Sociodemographic distribution of non-communicable disease risk factors in rural Uganda: a cross-sectional study

Georgina Av Murphy, Gershim Asiki, Kenneth Ekoru, Rebecca N Nsubuga, Jessica Nakiyingi-Miiro, Elizabeth H Young, Janet Seeley, Manjinder S Sandhu, Anatoli Kamali
International Journal of Epidemiology 2013, 42 (6): 1740-53

BACKGROUND: Non-communicable diseases (NCDs) are rapidly becoming leading causes of morbidity and mortality in low- and middle-income countries, including those in sub-Saharan Africa. In contrast to high-income countries, the sociodemographic distribution, including socioeconomic inequalities, of NCDs and their risk factors is unclear in sub-Saharan Africa, particularly among rural populations.

METHODS: We undertook a cross-sectional population-based survey of 7809 residents aged 13 years or older in the General Population Cohort in south-western rural Uganda. Information on behavioural, physiological and biochemical risk factors was obtained using standardized methods as recommended by the WHO STEPwise Approach to Surveillance. Socioeconomic status (SES) was determined by principal component analysis including household features, ownership, and occupation and education of the head of household.

RESULTS: SES was found to be associated with NCD risk factors in this rural population. Smoking, alcohol consumption (men only) and low high-density lipoprotein (HDL) cholesterol were more common among those of lower SES. For example, the prevalence of smoking decreased 4-fold from the lowest to the highest SES groups, from 22.0% to 5.7% for men and 2.2% to 0.4% for women, respectively. In contrast, overweight, raised blood pressure, raised HbA1c (women only) and raised cholesterol were more common among those of higher SES. For example, the prevalence of overweight increased 5-fold from 2.1% to 10.1% for men, and 2-fold from 12.0% to 23.4% for women, from the lowest to highest SES groups respectively. However, neither low physical activity nor fruit, vegetable or staples consumption was associated with SES. Furthermore, associations between NCD risk factors and SES were modified by age and sex.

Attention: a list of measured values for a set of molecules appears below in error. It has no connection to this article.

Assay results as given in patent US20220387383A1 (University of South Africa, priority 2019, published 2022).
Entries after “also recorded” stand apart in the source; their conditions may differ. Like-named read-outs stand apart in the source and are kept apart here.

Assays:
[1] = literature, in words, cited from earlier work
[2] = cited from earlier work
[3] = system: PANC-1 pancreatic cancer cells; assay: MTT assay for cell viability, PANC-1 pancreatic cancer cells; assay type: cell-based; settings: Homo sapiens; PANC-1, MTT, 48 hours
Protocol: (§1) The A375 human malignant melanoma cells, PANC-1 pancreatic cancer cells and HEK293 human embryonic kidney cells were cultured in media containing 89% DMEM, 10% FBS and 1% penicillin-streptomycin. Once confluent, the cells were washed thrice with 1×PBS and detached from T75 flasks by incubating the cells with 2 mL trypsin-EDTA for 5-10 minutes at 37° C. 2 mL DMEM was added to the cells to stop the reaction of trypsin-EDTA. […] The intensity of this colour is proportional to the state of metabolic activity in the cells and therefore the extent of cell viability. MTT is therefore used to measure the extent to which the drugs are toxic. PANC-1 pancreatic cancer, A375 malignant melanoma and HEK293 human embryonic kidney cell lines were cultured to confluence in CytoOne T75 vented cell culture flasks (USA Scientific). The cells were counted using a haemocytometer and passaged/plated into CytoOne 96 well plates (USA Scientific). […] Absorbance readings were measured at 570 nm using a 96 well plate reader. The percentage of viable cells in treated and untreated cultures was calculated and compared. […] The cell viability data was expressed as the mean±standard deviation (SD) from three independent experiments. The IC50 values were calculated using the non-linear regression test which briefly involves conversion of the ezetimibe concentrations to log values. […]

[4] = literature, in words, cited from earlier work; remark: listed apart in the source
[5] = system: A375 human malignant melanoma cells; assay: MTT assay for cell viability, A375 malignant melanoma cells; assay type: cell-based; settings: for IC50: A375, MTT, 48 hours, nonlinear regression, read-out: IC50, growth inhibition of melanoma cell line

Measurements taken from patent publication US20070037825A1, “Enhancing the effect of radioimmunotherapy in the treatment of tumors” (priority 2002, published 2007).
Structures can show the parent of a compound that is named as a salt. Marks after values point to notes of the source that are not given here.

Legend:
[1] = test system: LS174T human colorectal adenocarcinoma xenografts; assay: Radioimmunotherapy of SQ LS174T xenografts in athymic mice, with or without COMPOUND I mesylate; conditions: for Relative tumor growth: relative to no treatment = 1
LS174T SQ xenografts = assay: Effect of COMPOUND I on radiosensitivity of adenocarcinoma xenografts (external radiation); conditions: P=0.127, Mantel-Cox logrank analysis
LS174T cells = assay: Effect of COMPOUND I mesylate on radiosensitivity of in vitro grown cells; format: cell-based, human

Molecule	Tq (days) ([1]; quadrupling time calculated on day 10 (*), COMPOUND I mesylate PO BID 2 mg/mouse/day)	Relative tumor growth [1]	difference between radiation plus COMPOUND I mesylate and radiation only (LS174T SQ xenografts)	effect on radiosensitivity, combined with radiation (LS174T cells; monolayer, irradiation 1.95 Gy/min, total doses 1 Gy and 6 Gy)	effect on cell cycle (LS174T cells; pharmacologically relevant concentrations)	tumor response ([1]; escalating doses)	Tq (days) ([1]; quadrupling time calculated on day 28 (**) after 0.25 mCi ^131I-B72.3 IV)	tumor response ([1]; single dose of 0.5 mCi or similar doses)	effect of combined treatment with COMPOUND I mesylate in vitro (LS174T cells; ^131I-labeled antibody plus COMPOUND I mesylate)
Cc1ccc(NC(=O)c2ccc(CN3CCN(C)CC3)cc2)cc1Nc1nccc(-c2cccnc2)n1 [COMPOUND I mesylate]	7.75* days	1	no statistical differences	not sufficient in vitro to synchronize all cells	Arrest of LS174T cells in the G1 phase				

CONCLUSIONS: Within this rural population, NCD risk factors are common and vary both inversely and positively across the SES gradient. A better understanding of the determinants of the sociodemographic distribution of NCDs and their risk factors in rural sub-Saharan African populations will help identify populations at most risk of developing NCDs and help plan interventions to reduce their burden.


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